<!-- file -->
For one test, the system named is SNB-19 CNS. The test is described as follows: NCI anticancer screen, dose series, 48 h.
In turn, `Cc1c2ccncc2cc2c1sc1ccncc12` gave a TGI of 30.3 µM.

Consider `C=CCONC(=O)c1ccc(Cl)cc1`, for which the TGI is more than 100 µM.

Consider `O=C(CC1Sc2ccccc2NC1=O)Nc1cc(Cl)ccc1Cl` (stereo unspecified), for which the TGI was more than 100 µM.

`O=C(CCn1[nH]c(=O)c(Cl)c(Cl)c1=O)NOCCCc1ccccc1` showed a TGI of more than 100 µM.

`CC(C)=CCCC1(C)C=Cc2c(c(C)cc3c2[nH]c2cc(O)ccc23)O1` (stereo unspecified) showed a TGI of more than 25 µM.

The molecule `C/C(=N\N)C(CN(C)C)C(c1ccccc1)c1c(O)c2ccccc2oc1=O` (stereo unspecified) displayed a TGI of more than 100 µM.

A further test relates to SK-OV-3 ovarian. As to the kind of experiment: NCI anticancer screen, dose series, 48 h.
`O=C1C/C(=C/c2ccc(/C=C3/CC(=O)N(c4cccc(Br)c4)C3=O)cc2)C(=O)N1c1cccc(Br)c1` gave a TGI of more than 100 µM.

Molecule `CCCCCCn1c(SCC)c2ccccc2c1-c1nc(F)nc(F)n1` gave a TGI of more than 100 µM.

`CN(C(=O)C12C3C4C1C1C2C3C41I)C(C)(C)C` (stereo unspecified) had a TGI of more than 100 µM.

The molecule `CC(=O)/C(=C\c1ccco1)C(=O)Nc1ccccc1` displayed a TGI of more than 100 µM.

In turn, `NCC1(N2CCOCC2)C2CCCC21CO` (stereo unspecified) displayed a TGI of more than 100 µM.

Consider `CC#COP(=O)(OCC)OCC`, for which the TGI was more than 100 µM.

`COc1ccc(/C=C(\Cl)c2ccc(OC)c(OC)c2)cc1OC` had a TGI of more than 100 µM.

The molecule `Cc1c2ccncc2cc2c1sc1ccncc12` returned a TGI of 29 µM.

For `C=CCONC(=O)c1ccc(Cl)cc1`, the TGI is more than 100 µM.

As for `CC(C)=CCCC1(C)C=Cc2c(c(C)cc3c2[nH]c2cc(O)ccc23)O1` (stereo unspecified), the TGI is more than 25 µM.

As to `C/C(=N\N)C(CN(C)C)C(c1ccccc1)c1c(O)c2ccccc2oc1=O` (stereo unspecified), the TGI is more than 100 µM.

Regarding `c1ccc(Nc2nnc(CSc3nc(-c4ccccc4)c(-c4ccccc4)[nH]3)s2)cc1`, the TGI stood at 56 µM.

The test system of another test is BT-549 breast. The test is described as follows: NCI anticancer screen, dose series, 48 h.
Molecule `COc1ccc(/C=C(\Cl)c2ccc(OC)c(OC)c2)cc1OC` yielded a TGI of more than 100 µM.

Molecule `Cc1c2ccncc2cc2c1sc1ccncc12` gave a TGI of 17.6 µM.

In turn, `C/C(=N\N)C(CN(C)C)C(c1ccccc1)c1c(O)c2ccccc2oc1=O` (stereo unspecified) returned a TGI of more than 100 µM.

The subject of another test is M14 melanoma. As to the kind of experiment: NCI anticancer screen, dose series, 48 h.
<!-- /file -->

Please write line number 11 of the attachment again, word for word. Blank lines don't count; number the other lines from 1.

`CN(C(=O)C12C3C4C1C1C2C3C41I)C(C)(C)C` (stereo unspecified) had a TGI of more than 100 µM.